Development of Technology to Turn Food Waste Into Fuel
▲ Research Specialist Ahn Kwang-ho and Senior Research Fellow Kim I-tae, Department of Environmental Research
Food waste has typically been recycled in the form of compost and animal feed, using methods such as: the fermentation extinction method, in which woody biochips and food wastes are mixed together in the presence of air; anaerobic digestion, in which microorganisms decompose food waste in the absence of air; and drying and carbonization, in which the food waste is dried and carbonized. As the fermentation extinction and anaerobic digestion methods make use of microorganisms, they require longer residence time and effective management of microorganisms. The drying and carbonization method requires partial energy as compared to the fermentation extinction and anaerobic digestion methods and requires shorter amount time for treatment, which ultimately makes it a useful method for recycling large amounts of food waste in a shorter amount of time compared to the fermentation extinction and anaerobic digestion methods.
Renewable-energy Portfolio Standard (RPS)
Possibility of Replacing Wood Pellets Using Food Waste
Wood pellets are a type of material that is mainly used as a Bio Solid Refuse Fuel (Bio-SRF). Wood pellets are a solid refuse fuel used for coal-mixed firing, which is highly dependent on imports under the RPS system. As of 2019, compared to Korea’s domestic production of about 240,000 tons of wood pellets, a significantly higher volume of around 2.56 million tons were imported, which highlights the possibility of using biomass that utilizes food waste as a possible alternative to using wood pellets (Figure 1). Also, even though Bio-SRF is not as widely used as wood pellets for power generation, its use is consistently increasing (Figure 2). If biomass (produced using food waste) could be used to replace solid refuse fuels for coal mixed firing which are highly dependent on imports, it would save Korea approximately USD 280 million per year based on costs as of 2017.
Biochar, a combination of the words biomass and charcoal, retains intermediate properties that are somewhere between organic matter and charcoal. These properties are the result of thermal decomposition that happens at a certain temperature in anoxic conditions (without the presence of oxygen). Although woody materials have been conventionally used to make biochar, in more recent years, organic resources such as food waste have been increasingly used as raw materials to manufacture biochar. Biochar is porous, so it has the advantage of promoting air circulation when it is injected into the soil. Additionally, since it does not promote decomposition or the transformation of microorganisms, it does not emit the carbon found in the soil into the atmosphere. As such, it is currently being considered for various uses.
Current Status of Technology Development (Establishment of an Eco-friendly Pilot Plant)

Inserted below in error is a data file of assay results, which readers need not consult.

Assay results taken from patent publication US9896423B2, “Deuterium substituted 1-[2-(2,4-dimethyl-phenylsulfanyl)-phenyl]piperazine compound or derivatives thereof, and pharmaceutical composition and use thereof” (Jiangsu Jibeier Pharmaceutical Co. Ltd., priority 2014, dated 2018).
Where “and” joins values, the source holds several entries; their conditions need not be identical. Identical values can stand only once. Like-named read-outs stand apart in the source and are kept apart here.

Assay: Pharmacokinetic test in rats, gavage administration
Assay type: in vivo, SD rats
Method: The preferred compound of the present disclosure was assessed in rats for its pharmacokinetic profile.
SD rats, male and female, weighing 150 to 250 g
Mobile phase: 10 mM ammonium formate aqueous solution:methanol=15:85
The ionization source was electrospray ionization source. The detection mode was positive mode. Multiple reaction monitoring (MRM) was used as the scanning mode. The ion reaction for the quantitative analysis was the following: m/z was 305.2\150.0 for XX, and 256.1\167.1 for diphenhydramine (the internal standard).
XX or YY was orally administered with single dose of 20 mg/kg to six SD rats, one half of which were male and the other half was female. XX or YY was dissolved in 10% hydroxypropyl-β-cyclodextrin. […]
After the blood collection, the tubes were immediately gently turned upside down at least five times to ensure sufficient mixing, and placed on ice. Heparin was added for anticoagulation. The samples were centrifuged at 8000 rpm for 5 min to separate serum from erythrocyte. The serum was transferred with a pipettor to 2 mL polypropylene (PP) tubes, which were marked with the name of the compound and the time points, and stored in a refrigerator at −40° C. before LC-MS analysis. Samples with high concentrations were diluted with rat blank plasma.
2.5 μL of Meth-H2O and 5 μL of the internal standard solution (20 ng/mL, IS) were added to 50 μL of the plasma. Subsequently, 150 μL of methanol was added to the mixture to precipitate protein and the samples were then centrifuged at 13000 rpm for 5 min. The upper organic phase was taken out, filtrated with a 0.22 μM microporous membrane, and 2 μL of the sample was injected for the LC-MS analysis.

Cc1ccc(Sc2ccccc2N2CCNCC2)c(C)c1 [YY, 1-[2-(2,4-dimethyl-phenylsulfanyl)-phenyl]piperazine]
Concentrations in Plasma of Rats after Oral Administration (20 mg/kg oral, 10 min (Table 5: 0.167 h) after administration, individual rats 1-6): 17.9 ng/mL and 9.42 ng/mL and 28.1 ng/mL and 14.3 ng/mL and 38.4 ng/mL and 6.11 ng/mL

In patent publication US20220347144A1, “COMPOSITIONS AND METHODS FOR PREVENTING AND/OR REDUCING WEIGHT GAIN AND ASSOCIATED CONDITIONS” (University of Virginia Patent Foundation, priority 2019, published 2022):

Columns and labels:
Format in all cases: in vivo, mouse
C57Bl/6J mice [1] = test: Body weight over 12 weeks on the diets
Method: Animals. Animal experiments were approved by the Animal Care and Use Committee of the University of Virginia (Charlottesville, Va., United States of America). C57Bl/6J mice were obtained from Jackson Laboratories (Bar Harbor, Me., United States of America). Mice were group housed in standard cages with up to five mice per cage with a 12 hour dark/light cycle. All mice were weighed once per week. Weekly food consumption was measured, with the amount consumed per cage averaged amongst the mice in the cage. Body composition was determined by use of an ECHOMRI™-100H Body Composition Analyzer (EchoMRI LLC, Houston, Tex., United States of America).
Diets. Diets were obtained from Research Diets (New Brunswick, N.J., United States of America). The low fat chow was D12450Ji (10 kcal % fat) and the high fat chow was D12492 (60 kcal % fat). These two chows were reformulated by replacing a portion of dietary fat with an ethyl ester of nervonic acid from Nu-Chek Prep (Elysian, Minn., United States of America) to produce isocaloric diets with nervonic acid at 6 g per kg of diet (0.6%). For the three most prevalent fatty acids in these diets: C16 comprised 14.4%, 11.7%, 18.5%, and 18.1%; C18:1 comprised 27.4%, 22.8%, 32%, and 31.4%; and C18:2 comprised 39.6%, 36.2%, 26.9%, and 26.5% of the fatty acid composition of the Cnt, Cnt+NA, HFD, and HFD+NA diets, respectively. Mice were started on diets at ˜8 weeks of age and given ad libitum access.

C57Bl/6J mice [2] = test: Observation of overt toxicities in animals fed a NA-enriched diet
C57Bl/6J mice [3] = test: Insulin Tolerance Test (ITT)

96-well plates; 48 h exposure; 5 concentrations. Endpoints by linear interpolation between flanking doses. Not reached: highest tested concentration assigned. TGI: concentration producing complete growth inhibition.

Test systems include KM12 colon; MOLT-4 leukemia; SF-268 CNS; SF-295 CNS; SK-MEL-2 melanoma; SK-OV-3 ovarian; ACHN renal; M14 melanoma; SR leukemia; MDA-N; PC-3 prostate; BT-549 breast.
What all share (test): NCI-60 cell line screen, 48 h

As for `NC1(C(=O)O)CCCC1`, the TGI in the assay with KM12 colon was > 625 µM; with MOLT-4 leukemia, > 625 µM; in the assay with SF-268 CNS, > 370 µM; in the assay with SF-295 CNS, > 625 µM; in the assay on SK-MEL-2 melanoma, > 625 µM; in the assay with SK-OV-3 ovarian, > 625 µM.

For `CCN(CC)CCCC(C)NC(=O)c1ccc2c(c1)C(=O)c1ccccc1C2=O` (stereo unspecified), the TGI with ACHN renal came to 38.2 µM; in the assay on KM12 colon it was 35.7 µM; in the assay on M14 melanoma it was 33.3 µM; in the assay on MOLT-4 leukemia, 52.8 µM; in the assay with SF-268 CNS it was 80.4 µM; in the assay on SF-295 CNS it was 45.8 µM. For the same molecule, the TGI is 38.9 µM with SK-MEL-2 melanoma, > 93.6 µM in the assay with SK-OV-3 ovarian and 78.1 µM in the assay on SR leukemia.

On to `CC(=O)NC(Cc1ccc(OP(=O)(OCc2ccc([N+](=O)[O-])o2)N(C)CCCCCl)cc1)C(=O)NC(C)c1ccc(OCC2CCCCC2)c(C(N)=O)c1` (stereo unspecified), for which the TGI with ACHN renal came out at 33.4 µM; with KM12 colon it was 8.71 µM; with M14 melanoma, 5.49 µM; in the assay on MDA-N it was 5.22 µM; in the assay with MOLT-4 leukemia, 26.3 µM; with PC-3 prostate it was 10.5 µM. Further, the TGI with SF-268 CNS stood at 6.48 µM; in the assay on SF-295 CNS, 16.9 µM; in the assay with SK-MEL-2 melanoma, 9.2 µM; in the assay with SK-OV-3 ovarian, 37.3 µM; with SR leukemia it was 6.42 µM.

This study sought to explore an efficient treatment method for food waste as well as the potential use of food waste as fuel by lowering the salt concentration of the food waste in order to resolve the issue of high concentration of salt, which is a major obstacle to converting food waste into fuel. Researchers used a desalting process and a carbonization process (300–500 ℃ as temperature of the carbonization furnace) to produce a biochar that satisfies the quality standards (Table 2) for Solid Refuse Fuel products. Figure 3 shows the biochar production facility (working capacity of 100 kg) built within the Gimpo City Resource Center which has been used by the researchers. In order to make the biochar, researchers fed dry food samples through the fuel input hopper and carbonized the material at a temperature of 300 to 500 °C. The resulting gas was burned off through an emission gas combustion unit, and the resulting biochar was stored in the outlet. Salt was then removed from the biochar using a desalting system with Dissolved Air Flotation (DAF) technologies. The final biochar product was then dried and converted into fuel. Under temperature conditions of 300–500 ℃ and a residence time of 10–30 minutes, the high calorific value of the materials increased from an average of 5,475 kcal/kg before desalting to an average of 5,568 kcal/kg after desalting, and the chlorine ion concentration decreased from an average of 2.42% before desalting to an average of 0.97% after desalting. Based on these results, researchers concluded that, under certain temperature conditions, it was possible to use food waste to obtain biochar that could meet the quality standards for Bio Solid Refuse Fuel (Bio-SRF).
Despite the feasibility of converting food waste into fuel using the above technology, it is difficult to turn food waste into fuel due to current legislation on renewable fuel materials (Table 3). In order for this technology for converting food waste to reach its full potential, it must be supported by appropriate legislation. Legislation should be promoted to allow food waste to be included as a Solid Refuse Fuel product if it meets certain criteria.
In March of last year, the Korea Institute of Civil Engineering and Building Technology (KICT) began working toward effectively treating and converting food waste into fuel by entering into business agreements with the Gimpo City Resource Center and the Korea Midland Power (KOMIPO). In the near future, it is considered that large amounts of food waste may be treated and utilized as compost and livestock feed, as well as be used as fuel through biomass gasification. Many researchers hope that technology and legislation can continue to advance so that food waste can be put to better use as a source of renewable fuel.